6.2 Interaction and Change: The related parts within a system interact and change.
6.2L.2 Explain how individual organisms and populations in an ecosystem interact and how changes in populations are related to resources.
6.4 Engineering Design: Engineering design is a process of identifying needs, defining problems, developing solutions, and evaluating proposed solutions.
6.4D.3 Describe examples of how engineers have created inventions that address human needs and aspirations.
7.2 Interaction and Change: The components and processes within a system interact.
7.2L.2 Explain the processes by which plants and animals obtain energy and materials for growth and metabolism.
7.2E.4 Explain how landforms change over time at various rates in terms of constructive and destructive forces.
7.3 Scientific Inquiry: Scientific inquiry is the investigation of the natural world based on observations and science principles that includes proposing questions or hypotheses, designing procedures for questioning, collecting, analyzing, and interpreting multiple forms of accurate and relevant data to produce justifiable evidence-based explanations.
7.3S.2 Organize, display, and analyze relevant data, construct an evidence-based explanation of the results of an investigation, and communicate the conclusions including possible sources of error.
7.3S.3 Evaluate the validity of scientific explanations and conclusions based on the amount and quality of the evidence cited.
8.3 Scientific Inquiry: Scientific inquiry is the investigation of the natural world based on observations and science principles that includes proposing questions or hypotheses and designing procedures for questioning, collecting, analyzing, and interpreting multiple forms of accurate and relevant data to produce justifiable evidence-based explanations and new explorations.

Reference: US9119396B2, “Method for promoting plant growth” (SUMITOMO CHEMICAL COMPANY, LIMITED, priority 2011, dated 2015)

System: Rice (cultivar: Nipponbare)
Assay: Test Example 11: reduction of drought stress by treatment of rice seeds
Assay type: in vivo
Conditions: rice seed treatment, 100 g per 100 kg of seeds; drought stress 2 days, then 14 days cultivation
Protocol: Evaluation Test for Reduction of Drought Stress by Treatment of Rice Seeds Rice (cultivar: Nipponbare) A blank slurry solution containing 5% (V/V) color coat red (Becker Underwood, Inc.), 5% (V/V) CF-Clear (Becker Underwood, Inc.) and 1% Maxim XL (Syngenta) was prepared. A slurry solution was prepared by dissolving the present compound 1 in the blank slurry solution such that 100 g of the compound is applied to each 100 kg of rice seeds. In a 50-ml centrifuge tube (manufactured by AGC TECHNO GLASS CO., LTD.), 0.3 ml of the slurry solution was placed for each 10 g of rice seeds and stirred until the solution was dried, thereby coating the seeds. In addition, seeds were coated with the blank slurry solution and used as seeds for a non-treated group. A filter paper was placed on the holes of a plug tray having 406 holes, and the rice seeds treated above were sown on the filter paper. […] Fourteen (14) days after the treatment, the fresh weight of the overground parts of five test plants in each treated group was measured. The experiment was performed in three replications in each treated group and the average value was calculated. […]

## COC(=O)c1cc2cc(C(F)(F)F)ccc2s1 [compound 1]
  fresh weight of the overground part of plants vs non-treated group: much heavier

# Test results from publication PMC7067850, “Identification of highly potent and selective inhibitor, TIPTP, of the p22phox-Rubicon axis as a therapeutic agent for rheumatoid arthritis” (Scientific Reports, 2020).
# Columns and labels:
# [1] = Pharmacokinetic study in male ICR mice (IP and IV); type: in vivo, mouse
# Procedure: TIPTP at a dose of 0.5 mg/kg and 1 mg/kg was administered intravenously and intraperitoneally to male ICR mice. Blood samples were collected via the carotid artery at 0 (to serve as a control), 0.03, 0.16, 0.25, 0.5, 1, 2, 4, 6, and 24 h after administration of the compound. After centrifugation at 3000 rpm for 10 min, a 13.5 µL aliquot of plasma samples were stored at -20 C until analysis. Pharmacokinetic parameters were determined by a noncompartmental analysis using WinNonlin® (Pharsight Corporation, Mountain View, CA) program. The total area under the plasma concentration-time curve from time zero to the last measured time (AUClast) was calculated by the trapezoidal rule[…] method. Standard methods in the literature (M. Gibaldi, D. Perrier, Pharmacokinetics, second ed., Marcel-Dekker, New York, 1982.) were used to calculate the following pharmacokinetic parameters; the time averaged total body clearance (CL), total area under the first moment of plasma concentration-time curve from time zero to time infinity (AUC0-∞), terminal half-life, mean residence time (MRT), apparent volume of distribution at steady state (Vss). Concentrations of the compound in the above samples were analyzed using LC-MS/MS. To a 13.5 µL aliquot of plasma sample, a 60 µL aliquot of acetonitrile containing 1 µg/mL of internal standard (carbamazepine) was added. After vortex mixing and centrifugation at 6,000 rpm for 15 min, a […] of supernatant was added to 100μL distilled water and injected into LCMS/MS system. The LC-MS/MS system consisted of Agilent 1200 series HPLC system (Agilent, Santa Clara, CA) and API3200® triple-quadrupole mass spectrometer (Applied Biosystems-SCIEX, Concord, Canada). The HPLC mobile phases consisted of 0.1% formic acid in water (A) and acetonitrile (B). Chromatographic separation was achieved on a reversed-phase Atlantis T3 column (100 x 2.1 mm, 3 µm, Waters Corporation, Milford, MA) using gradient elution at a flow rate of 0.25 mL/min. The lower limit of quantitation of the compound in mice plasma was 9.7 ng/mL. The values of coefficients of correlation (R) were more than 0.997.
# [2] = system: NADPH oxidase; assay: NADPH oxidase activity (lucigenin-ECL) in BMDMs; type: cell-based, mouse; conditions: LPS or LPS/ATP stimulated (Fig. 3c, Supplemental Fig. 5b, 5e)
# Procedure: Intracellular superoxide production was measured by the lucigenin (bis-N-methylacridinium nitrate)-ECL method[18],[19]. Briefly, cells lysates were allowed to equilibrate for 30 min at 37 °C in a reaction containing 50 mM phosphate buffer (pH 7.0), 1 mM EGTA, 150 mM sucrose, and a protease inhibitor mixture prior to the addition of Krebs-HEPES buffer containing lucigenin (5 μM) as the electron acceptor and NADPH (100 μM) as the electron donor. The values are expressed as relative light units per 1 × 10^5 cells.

8.3S.2 Organize, display, and analyze relevant data, construct an evidence-based explanation of the results of a scientific investigation, and communicate the conclusions including possible sources of error. Suggest new investigations based on analysis of results.
8.3S.3 Explain how scientific explanations and theories evolve as new information becomes available.
H.2 Interaction and Change: The components in a system can interact in dynamic ways that may result in change. In systems, changes occur with a flow of energy and/or transfer of matter.
H.2L.2 Explain how ecosystems change in response to disturbances and interactions. Analyze the relationships among biotic and abiotic factors in ecosystems.
H.2E.4 Evaluate the impact of human activities on environmental quality and the sustainability of Earth systems. Describe how environmental factors influence resource management.
H.3 Scientific Inquiry: Scientific inquiry is the investigation of the natural world by a systematic process that includes proposing a testable question or hypothesis and developing procedures for questioning, collecting, analyzing, and interpreting multiple forms of accurate and relevant data to produce justifiable evidence-based explanations and new explorations.
H.3S.1 Based on observations and science principles, formulate a question or hypothesis that can be investigated through the collection and analysis of relevant information.
H.3S.2 Design and conduct a controlled experiment, field study, or other investigation to make systematic observations about the natural world, including the collection of sufficient and appropriate data.
H.3S.3 Analyze data and identify uncertainties. Draw a valid conclusion, explain how it is supported by the evidence, and communicate the findings of a scientific investigation.